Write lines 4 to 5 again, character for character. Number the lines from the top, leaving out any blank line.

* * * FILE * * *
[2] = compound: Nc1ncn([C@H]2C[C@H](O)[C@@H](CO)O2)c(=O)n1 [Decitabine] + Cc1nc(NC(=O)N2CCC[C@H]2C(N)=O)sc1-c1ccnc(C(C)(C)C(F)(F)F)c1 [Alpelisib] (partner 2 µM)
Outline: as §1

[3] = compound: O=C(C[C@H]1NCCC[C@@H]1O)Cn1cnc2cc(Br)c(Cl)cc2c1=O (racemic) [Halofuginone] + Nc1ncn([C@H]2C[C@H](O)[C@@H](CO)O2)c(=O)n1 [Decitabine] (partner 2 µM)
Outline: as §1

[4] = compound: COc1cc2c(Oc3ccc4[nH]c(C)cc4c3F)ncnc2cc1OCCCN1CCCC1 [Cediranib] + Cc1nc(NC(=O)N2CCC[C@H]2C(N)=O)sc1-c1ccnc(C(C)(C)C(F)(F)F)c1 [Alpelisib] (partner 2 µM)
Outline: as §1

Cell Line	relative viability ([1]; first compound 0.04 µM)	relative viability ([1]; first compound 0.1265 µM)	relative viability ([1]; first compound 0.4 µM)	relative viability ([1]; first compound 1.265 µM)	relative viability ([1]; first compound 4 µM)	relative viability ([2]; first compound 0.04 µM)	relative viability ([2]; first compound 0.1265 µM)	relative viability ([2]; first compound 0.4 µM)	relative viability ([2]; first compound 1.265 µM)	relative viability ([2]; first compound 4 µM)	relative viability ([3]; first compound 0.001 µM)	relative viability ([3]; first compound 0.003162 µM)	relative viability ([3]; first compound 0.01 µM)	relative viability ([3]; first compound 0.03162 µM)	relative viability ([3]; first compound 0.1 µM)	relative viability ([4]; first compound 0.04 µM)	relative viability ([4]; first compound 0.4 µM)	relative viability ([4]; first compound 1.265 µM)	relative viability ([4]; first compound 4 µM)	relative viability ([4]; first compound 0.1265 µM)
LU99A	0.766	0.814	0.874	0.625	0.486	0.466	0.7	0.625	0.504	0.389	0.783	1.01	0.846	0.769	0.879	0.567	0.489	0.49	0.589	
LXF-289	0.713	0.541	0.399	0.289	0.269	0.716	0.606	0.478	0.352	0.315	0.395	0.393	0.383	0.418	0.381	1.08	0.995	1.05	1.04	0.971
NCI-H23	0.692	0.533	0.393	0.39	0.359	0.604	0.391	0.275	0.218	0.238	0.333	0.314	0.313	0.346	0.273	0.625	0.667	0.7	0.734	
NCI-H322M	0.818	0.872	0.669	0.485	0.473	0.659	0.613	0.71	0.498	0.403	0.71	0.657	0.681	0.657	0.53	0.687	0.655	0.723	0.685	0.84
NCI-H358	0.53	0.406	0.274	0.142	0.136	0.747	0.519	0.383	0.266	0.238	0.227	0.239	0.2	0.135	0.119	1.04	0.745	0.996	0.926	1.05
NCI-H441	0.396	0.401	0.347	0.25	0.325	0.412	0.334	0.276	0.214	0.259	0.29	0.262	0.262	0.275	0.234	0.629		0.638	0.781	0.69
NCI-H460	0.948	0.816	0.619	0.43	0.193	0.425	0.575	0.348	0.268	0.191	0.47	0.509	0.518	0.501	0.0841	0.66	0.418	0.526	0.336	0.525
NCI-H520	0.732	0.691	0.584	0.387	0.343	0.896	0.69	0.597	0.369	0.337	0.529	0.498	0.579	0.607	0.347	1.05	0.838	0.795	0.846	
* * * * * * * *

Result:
Outline: as §1

[4] = compound: COc1cc2c(Oc3ccc4[nH]c(C)cc4c3F)ncnc2cc1OCCCN1CCCC1 [Cediranib] + Cc1nc(NC(=O)N2CCC[C@H]2C(N)=O)sc1-c1ccnc(C(C)(C)C(F)(F)F)c1 [Alpelisib] (partner 2 µM)